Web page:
D.S. v. D.S., SC 20830
Judicial District of Stamford-Norwalk at Stamford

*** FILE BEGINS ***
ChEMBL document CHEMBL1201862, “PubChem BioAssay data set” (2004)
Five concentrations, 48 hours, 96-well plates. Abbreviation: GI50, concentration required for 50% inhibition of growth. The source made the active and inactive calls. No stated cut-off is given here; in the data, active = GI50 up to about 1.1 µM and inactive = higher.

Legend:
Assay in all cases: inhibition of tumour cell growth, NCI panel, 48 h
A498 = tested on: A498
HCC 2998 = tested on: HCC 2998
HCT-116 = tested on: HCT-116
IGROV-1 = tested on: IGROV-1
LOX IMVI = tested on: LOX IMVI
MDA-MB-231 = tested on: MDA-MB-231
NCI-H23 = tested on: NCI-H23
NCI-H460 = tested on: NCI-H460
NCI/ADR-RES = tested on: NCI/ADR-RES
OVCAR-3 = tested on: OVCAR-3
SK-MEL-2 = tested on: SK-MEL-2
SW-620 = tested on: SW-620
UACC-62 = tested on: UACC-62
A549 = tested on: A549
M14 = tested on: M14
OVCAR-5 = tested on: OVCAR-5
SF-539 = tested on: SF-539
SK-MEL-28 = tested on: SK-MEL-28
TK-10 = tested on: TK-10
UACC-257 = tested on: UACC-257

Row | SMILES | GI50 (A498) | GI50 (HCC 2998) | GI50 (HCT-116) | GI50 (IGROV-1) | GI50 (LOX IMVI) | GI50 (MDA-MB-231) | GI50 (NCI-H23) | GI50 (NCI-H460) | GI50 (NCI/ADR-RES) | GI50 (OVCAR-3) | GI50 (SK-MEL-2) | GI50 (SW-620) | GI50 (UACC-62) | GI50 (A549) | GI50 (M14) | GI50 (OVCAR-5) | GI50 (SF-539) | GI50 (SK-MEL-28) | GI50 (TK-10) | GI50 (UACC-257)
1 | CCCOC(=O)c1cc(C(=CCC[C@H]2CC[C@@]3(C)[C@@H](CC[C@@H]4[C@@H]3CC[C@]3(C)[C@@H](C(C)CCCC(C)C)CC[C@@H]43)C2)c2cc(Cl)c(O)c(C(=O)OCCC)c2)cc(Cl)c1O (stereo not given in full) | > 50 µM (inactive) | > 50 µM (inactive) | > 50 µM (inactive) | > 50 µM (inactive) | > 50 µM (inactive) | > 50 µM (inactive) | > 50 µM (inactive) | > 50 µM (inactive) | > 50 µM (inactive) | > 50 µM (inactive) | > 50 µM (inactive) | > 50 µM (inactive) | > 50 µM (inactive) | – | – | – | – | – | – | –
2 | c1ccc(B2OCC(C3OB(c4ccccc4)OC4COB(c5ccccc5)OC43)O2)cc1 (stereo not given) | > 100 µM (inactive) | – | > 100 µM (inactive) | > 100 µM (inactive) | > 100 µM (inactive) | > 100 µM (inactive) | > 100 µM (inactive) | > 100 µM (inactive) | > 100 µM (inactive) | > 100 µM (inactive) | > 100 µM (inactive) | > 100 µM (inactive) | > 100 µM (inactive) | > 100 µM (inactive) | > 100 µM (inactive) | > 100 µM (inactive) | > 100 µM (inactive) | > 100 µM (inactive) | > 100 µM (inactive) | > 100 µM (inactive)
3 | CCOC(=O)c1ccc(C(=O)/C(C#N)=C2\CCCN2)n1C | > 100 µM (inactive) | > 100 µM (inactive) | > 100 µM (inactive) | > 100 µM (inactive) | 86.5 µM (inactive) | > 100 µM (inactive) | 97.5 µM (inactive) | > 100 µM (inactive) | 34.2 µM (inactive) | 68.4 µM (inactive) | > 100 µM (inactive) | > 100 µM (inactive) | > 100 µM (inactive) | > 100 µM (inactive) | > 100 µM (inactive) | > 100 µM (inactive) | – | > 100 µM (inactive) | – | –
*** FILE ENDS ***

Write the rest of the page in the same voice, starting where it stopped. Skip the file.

Dissolution; Alimony; Property Distribution; Whether Defendant's Interest in Law Firm Retirement Plan Qualified as Marital Property Subject to Equitable Distribution; Whether Trial Court Abused Its Discretion in Awarding Alimony (1) Terminable at Defendant's Sole Discretion and (2) Specific to Her Employment at Particular Law Firm. The plaintiff husband commenced an action to dissolve his marriage to the defendant wife. At the time of the action, the plaintiff, despite his credentials and past employment, had not worked for an employer for over a decade and had no earned income. The defendant, in contrast, was a partner at a large international law firm, where the terms of her partnership agreement potentially entitled her to a future stream of retirement income. After years of litigation, the trial court rendered a dissolution judgment. It specifically determined in relevant part that the defendant's potential stream of retirement income under her partnership agreement was not property subject to equitable distribution under General Statutes § 46b-81 because it was a mere expectancy and therefore did not meet the definition of property set forth in the statute. The trial court also concluded that the defendant was to pay alimony to the plaintiff but that her obligation "shall automatically terminate . . . when the defendant is no longer employed as an active partner of the [law firm]." The trial court further concluded that, if the defendant ceased to be employed by the law firm but received payments pursuant to her partnership agreement, she would instead pay 25 percent of her net after-tax income actually received to the plaintiff but that her obligation would "automatically terminate . . . when the defendant's receipt of income . . . under the [partnership agreement] ceases." The plaintiff appealed from the dissolution judgment, which the Appellate Court (217 Conn. App. 530) affirmed. The Appellate Court disagreed with the plaintiff that the trial court improperly excluded the defendant's prospective interest in partnership agreement-based retirement benefits from the property distribution orders because it was "sufficiently concrete, reasonable, and justifiable" for purposes of § 46b-81. The court noted that the trial court had relied on the testimony of the defendant's expert witness, who explained the variables and uncertainties on which the defendant's receipt of retirement income would be conditioned and opined that the interest was "the epitome of a mere expectancy," and concluded that it did not disagree with the trial court regarding the speculative nature of the interest in light of the facts adduced at trial. The Appellate Court further disagreed with the plaintiff that the trial court's alimony order constituted an abuse of discretion. It noted the trial "court made several pertinent findings that find support in the record" regarding the parties' employment situations, the plaintiff's spending habits, and the basis for the breakdown of the parties' marriage and ultimately determined that the trial court "devised thoughtful and just alimony orders tailored to the parties' specific circumstances and abilities." The plaintiff has been granted certification to appeal from the Appellate Court's decision, and the Supreme Court will decide whether the Appellate Court correctly concluded (1) that the defendant's interest in her law firm's retirement plan was too uncertain to qualify as marital property subject to equitable distribution pursuant to § 46b-81 and (2) the trial court had not abused its discretion in awarding alimony that (a) was terminable at the defendant's sole discretion, and (b) was specific to the defendant's employment at one particular firm.